Discussions in Argentina regarding a treaty between businesses and human rights.

The Director of Human Rights of the Minister of Foreign Affairs’ office welcomed Civil Society representatives to discuss Argentina’s position in the next session of the United Nations Human Rights Committee.

Last Monday, the General Director of Human Rights of the Ministry of Foreign Affairs’ office, the minister Federico Villegas Beltrán, welcomed a Group of representatives from different organizations of the civil society to discuss actions Argentina will be taking in the next session of the United Nations Human Rights Committee.

Throughout June, the United Nations Human Rights Committee will receive reports carried out by the Advisory Committee on Human Rights and Businesses and will debate the possibility of moving towards an international document that will regulate the responsibility of businesses in terms of human rights. Together with a coalition of organizations, FUNDEPS sent the Minister of Foreign Affairs Hector Timerman a letter requesting that in the next committee sessions the production of an international treaty on the matter be endorsed.

At the moment, numerous commercial businesses are directly or indirectly connected to a series of abuses and violations of human rights in different parts of the world. In addition, there is a strong preoccupation for the way in which the rights of the most vulnerable are seen to be affected: women, young people, underprivileged, farmers and indigenous towns, girls and boys amongst others. There has also been an increased amount of registered attacks, persecutions, intimidations and restrictions of the defenders of these rights, as well as members the organizations in the civil society, such as syndicates and representatives from indigenous towns.

In the UN’s framework, the link between businesses and human rights finds itself regulated by three fundamental pillars: the right to protection from the state when faced with abuse committed by third parties, the right for the business to respect them and their corresponding responsibility, and the victims’ access to justice, in order to achieve an effective reparation. On top of these pillars, they have developed the Guiding Principles and other guidelines such as the OECD guidelines and the framework of sustainability and IFC’s performance standards.

These types of guidelines do not only appear in autonomous regulations but in surrounding laws as well, defending consumers, labour policies and fighting against corruption. Nevertheless, Studies show that although there are a wide range of guidelines that directly or indirectly regulate the right to company due diligence, in practice they do not implement it or do not fully apply themselves.

The Treaty Alliance

Facing this panorama is a movement that demands the rise of the level of commitment, developing the guiding principles of 2011 into a binding treaty regarding company responsibility in Human Rights. A treaty that can guarantee that the obligations surrounding Human Rights are applied to company procedures, much like admonitory obligations and regulation of corporations, provide effective solutions for those who are affected by violations by the businesses and to create international mechanisms of control and implementation. The Treaty Alliance has elaborated a declaration in this sense, which has already been signed by more than 400 organizations in the civil society, amongst them some who have gotten drawn up formal communication with the Minister of Foreign Affairs of Argentina.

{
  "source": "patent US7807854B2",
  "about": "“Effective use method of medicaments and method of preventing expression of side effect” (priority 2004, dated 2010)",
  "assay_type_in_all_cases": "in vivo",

The Minister of Foreign Affairs’ view

During the meeting, Minister Federico Villegas Beltrán protested in favour of the benefits that an instrument such as that that is being demanded could yield. Argentina is a pioneer in this matter and is producing advanced jurisprudence in that regard with the last trials on company responsibility in crimes against humanity; such is the case of the sugar factory Ledesma or the motor companies Ford and Mercedes Benz. Nevertheless, the minister showed caution and mentioned the importance of establishing progressive objectives, which allow the achievement of a consensus between the countries where the headquarters of the majority of the big companies are gathered.

All in all, Argentina’s participation in the council meeting will work to achieve the necessary consensus in order to raise the level of commitment of the states with the Guiding Principles. From FUNDEPS, we will continue working to promote the establishment of legal frameworks that make human rights a requirement not only facing the States but also facing institutions like companies whose power and impact has recently grown.

Translated by: Nailah Carr